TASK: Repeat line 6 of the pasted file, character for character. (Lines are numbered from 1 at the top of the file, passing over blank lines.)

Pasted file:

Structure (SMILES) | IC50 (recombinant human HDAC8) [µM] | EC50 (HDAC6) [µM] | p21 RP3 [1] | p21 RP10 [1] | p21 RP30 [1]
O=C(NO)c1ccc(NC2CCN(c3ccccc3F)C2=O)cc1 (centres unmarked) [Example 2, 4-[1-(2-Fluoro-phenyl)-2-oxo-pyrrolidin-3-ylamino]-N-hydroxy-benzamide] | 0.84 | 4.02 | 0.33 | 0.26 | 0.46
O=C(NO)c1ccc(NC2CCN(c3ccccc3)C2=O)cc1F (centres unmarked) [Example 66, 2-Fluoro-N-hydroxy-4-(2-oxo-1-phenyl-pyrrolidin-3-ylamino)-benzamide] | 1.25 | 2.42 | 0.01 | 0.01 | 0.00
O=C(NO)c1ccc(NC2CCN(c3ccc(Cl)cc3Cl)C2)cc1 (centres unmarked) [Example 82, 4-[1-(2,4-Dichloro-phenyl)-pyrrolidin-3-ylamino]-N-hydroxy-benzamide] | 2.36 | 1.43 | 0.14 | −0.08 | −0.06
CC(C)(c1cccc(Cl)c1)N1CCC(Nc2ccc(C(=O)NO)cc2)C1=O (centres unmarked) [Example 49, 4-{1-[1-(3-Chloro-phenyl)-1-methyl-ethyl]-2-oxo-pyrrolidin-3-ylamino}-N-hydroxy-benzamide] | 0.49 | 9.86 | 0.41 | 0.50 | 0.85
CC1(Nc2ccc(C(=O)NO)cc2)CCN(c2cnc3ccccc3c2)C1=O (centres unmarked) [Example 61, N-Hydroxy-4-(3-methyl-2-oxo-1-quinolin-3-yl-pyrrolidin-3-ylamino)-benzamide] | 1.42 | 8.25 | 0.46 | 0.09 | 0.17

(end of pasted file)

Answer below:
CC1(Nc2ccc(C(=O)NO)cc2)CCN(c2cnc3ccccc3c2)C1=O (centres unmarked) [Example 61, N-Hydroxy-4-(3-methyl-2-oxo-1-quinolin-3-yl-pyrrolidin-3-ylamino)-benzamide] | 1.42 | 8.25 | 0.46 | 0.09 | 0.17